Foods with a high glycemic index, if consumed in significant quantities (glycemic load greater than 20), generate insulin peaks which promote storage in the form of fats, in particular visceral fats. They have harmful effects on health (find out more: risks associated with foods with a high GI ). In addition, they create a reactive hypoglycemia responsible for the famous slump after the meal and they encourage you to eat more sugars! Better to avoid them.

To preserve your health and promote storage in the form of muscle reserves, favor foods with a low glycemic load , that is to say with a low glycemic index or which contain few carbohydrates in proportion to the weight of the food. . They do not induce a significant spike in blood sugar, and therefore insulin, so do little weight gain.

But if you absolutely want to consume, without overdoing it, high GI carbohydrates (sweets, refined bread and pasta, etc.), then read the tips below!

various fresh vegetables
Consuming carbohydrate foods with vegetables lowers their GI

Accompany carbohydrates with vegetables to reduce insulin spikes

The glycemic index of a food varies when it is eaten with other foods. If you mix carbohydrates with low-carbohydrate foods, the GI of the carbohydrate food drops. This is the dilution effect. To avoid fat storage, you must therefore accompany your pasta, rice or potatoes with vegetables or green salad!

Avoid crushed, milled, pressed or overcooked carbohydrate foods

Grinding and cooking increases the glycemic index of foods containing carbohydrates. So prefer the whole food (potato, buckwheat, etc.) rather than puree. Eat your pasta al dente rather than well cooked. Likewise, eat fruit whole rather than juice: juice, devoid of fiber or containing crushed fiber, offers a high GI compared to whole fruit.

Dessert: taken at the end of a meal, it has little effect on your figure!

Foods with a high glycemic index should always be taken at the end of a meal. The dilution effect due to other foods indeed decreases their GI. Thus, the sweet dessert, if consumed after a meal rich in vegetables, will have little effect on your figure! On the other hand, avoid sweets outside of meals!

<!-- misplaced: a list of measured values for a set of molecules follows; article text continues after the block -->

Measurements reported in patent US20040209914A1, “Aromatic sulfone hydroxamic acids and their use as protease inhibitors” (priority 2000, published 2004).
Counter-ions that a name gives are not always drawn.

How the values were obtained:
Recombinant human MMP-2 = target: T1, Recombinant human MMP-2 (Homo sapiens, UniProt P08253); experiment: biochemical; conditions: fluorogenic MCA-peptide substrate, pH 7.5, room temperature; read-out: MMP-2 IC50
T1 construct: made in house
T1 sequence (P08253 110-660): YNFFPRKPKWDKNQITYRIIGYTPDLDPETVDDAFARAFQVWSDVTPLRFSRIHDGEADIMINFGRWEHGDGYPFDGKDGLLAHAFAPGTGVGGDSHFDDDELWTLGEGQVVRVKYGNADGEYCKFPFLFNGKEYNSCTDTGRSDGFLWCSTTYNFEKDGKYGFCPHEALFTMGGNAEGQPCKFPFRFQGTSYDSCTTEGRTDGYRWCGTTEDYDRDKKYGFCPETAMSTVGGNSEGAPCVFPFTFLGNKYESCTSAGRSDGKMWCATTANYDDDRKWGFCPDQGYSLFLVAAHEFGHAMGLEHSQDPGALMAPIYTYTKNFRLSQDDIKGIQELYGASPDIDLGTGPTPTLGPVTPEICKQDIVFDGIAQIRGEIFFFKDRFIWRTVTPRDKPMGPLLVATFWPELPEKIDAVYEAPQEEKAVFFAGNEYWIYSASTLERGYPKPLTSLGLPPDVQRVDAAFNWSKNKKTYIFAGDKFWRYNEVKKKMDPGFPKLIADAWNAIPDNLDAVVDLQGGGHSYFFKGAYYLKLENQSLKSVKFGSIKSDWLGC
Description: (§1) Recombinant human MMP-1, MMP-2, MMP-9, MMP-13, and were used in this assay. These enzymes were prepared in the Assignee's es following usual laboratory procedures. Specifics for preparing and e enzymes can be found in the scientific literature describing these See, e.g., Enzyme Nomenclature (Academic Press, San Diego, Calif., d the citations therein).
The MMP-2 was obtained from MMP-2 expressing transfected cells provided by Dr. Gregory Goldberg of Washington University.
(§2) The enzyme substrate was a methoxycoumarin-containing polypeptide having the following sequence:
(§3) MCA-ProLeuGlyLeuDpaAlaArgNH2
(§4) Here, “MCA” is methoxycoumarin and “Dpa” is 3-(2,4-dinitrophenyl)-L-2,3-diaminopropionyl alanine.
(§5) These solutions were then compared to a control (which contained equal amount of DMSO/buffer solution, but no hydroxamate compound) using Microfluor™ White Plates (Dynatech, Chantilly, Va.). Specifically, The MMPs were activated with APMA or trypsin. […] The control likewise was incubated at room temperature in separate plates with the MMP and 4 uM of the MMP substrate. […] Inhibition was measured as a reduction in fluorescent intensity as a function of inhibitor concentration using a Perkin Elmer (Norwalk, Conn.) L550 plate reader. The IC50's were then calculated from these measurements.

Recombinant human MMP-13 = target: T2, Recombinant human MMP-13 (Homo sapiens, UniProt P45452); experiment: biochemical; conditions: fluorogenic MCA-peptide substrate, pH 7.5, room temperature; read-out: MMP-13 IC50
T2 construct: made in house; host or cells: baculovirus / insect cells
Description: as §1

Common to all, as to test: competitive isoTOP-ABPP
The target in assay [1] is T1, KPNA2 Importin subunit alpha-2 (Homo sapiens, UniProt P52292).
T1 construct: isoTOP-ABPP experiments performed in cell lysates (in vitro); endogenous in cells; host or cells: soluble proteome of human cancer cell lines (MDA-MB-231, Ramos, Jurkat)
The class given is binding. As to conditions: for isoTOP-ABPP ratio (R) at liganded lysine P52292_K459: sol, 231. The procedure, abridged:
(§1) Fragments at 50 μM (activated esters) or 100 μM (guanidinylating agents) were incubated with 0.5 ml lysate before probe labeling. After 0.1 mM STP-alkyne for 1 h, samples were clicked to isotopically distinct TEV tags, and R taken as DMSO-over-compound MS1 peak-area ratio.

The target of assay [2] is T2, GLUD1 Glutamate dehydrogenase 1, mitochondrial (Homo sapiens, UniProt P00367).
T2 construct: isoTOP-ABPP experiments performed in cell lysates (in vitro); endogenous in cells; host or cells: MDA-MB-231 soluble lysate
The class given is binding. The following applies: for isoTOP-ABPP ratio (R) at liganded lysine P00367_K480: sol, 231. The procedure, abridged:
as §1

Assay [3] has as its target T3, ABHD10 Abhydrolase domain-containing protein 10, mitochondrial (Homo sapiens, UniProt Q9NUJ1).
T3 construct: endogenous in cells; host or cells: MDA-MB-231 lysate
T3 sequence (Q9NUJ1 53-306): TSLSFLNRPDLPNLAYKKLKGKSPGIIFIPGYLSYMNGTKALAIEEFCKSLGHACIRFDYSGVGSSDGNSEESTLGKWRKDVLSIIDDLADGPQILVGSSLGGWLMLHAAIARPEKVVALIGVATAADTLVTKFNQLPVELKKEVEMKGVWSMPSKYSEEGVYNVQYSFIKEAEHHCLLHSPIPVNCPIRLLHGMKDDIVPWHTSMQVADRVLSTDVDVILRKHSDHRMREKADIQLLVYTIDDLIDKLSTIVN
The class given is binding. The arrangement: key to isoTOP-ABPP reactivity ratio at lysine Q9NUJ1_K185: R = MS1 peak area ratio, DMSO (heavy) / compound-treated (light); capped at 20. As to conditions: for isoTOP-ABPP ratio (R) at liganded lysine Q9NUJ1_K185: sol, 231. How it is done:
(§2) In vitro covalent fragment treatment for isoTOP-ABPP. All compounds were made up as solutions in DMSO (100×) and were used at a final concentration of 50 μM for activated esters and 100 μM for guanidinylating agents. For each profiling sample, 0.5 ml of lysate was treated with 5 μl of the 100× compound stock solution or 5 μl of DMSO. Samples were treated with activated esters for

chocolate eclair

Eat carbohydrates with protein or fat

oil poured on salad

Proteins and lipids slow down gastric emptying. The sugars therefore take longer to reach the intestine. This delay effect slows down and distributes the absorption of carbohydrates into the blood over time, thus reducing the effect of the blood sugar spike. For example, you can pour a drizzle of oil on your pasta or eat mashed potatoes with a steak rather than consuming carbohydrates alone. On condition of course to maintain the balance between carbohydrates, lipids and proteins!

Eat carbohydrates with fiber!

Fiber is a non-digestible carbohydrate, that is, it is not absorbed by the intestinal wall. They are therefore evacuated in the stool. As a result, fiber lowers the glycemic index. Consuming fiber helps your intestinal transit, stimulates your intestinal flora while reducing storage in the form of fat!

A distinction is made between soluble fibers and insoluble fibers.

  • The soluble fibers dissolve in water and form a gel in the intestine which reduces the absorption of carbohydrates and cholesterol and prolong the feeling of satiety. They ferment in the intestine and thus contribute to the good health of the intestinal flora. They are found in legumes, pulses, figs, prunes, fruits and vegetables, certain cereals (oats, barley, buckwheat).
  • The insoluble fiber stimulate intestinal transit. They are found in the bark of cereals, leafy vegetables (cellulose).

Treat yourself on an empty stomach rather than a snack

cereals and fruits
Breakfast is a good time to eat carbohydrates without much risk of storing fat

On an empty stomach, the carbohydrates ingested will primarily be used to replenish the liver’s reserves and therefore do not make you gain weight. Breakfast, for example, is an ideal time to indulge in a little candy!

Eat your favorite carbohydrates right before or right after your workout!

In athletes, the carbohydrates absorbed just before, during and just after exercise do not generate an insulin spike and are not stored in the form of fat. They supplement the body’s energy reserves and are even essential in long-term efforts. Favor foods with a low glycemic load to recharge the batteries in the hours before exercise. To prepare for your outings.